A federal judge rejected a lawsuit by Maricopa County Sheriff Joe Arpaio seeking to overturn President Obama's executive action to spare up to 5 million immigrants without documentation from being deported.
The Arizona sheriff argued in the suit that the new policy would place a burden on law enforcement agencies by encouraging more people to enter the United States where they will commit crimes.
U.S. District Judge Beryl Howell in Washington said Arpaio lacked standing to bring forward a suit because his argument was overly broad and did not show he or his department have suffered a direct injury as a result of the policy.
"The role of the Judiciary is to resolve cases and controversies properly brought by parties with a concrete and particularized injury — not to engage in policymaking better left to the political branches," Howell wrote in a ruling Tuesday. "The plaintiff's case raises important questions regarding the impact of illegal immigration on this Nation, but the questions amount to generalized grievances which are not proper for the Judiciary to address."
The sheriff has filed a notice of appeal saying that he will pursue the case in the U.S. Court of Appeals.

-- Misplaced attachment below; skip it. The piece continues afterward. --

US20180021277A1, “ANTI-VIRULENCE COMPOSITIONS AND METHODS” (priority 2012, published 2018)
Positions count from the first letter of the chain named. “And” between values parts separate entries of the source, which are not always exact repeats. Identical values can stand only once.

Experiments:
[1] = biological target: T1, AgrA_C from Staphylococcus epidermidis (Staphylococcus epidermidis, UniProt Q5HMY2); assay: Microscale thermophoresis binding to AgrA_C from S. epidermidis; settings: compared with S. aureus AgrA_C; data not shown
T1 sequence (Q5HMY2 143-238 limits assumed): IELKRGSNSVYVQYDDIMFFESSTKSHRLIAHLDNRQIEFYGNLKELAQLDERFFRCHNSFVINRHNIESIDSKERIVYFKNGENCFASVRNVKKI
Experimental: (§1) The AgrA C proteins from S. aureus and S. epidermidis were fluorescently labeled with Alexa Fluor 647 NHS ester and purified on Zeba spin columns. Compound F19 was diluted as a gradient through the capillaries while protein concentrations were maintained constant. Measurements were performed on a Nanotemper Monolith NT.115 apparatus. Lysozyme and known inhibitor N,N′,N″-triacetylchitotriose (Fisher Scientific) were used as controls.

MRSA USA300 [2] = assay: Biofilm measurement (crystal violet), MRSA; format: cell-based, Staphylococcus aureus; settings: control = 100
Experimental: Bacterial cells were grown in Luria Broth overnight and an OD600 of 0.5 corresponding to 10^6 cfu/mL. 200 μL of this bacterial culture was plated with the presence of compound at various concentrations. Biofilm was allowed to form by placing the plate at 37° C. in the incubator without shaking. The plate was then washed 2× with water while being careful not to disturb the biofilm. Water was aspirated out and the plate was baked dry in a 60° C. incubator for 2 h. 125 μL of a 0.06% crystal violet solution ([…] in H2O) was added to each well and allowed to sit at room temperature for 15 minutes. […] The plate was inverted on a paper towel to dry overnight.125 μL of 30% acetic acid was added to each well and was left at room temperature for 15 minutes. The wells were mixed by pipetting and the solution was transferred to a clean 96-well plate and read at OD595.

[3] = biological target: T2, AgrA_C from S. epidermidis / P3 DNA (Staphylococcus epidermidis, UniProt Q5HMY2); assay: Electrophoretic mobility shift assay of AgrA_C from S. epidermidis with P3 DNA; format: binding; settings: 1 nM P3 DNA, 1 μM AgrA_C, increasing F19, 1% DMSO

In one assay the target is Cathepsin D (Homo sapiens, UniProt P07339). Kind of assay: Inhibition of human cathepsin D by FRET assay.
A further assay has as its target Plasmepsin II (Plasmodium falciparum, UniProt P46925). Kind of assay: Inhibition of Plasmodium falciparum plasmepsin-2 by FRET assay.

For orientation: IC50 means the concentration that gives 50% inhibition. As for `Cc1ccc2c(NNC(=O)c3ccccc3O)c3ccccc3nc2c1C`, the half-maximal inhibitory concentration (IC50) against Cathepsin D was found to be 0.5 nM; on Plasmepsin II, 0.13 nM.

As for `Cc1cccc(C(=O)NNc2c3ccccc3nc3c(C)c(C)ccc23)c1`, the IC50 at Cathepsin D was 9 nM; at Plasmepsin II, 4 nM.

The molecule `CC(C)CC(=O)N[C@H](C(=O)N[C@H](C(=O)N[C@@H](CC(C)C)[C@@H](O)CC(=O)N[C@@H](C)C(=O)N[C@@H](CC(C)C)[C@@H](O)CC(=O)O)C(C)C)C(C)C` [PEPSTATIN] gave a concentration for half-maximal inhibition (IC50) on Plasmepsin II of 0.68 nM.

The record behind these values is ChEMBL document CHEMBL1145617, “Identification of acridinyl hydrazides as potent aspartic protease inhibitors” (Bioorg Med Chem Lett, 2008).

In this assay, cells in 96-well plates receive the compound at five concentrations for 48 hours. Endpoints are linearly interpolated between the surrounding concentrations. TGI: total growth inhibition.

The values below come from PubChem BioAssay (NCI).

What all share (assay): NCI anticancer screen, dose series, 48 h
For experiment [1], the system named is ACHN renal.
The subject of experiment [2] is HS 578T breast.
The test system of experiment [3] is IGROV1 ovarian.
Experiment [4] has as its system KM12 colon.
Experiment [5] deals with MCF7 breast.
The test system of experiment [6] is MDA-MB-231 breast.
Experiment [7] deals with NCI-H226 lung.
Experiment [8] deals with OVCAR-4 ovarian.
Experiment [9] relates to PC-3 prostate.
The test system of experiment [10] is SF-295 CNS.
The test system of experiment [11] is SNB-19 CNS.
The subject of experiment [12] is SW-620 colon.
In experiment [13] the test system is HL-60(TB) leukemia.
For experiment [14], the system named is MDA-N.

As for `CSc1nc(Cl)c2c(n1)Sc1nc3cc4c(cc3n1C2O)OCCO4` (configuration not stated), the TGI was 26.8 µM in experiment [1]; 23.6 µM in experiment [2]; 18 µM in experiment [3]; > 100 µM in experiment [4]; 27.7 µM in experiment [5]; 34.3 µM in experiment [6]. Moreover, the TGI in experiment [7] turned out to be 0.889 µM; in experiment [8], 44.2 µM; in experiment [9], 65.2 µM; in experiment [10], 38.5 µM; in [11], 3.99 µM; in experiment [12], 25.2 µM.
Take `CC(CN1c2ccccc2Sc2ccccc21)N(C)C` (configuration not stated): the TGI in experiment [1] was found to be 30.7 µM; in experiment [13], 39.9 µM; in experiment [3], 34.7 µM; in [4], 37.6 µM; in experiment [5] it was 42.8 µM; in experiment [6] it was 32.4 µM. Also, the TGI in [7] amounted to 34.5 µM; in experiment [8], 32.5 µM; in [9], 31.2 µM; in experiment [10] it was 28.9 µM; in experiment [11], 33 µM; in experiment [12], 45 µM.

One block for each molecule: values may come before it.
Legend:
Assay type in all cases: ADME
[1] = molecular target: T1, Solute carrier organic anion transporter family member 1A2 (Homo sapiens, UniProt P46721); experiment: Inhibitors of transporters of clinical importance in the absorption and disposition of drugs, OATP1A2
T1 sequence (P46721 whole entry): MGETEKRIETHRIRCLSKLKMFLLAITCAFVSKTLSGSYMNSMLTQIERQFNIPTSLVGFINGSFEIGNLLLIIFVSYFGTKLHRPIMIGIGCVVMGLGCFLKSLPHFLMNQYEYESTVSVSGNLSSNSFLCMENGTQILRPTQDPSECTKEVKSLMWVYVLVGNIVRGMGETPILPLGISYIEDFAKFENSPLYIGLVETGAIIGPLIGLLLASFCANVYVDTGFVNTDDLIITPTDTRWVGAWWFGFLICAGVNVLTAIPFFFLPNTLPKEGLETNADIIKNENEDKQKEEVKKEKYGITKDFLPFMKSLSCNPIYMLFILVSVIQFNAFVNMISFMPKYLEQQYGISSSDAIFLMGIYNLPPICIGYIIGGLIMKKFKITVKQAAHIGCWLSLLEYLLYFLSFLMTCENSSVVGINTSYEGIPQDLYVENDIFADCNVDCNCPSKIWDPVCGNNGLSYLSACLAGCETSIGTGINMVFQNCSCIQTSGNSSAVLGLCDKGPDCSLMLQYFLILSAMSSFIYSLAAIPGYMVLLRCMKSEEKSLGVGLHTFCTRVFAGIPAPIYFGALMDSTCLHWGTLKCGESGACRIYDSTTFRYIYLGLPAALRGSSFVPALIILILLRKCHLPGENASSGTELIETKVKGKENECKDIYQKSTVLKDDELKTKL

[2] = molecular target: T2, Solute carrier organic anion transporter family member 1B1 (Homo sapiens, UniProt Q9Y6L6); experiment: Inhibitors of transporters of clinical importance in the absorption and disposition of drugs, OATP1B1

Howell said Arpaio did not show that Obama's decision to the defer the deportation of immigrants has led or will lead to increased criminal activity.
She also criticized Arpaio's argument that the new policy would act as a "magnet" for new immigrants because the deferred action program applies only to immigrants residing in the country before 2010, and does not affect new immigrants who enter the country illegally.
Howell noted that the executive branch has used deferred action as a tool in immigration policy for over 20 years.
"Judge Howell's decision today confirms what the Department of Justice and scholars throughout the country have been saying all along: the President's executive actions on immigration are lawful," said Deputy White House Press Secretary Eric Schultz in a statement. "The Supreme Court and Congress have made clear that federal officials can set priorities in enforcing our immigration laws, and the actions announced by the President are consistent with those taken by administrations of both parties for the last half century."
Arpaio has been one of the most vocal proponents of Arizona's tough stance on immigration. A federal judge found in 2013 that his office had violated the constitutional rights of Latinos during traffic stops and immigration raids.
The president's action has also been challenged by a coalition of 17 states led by Texas. A court hearing on that suit is scheduled for Jan.9 in Brownsville, Texas.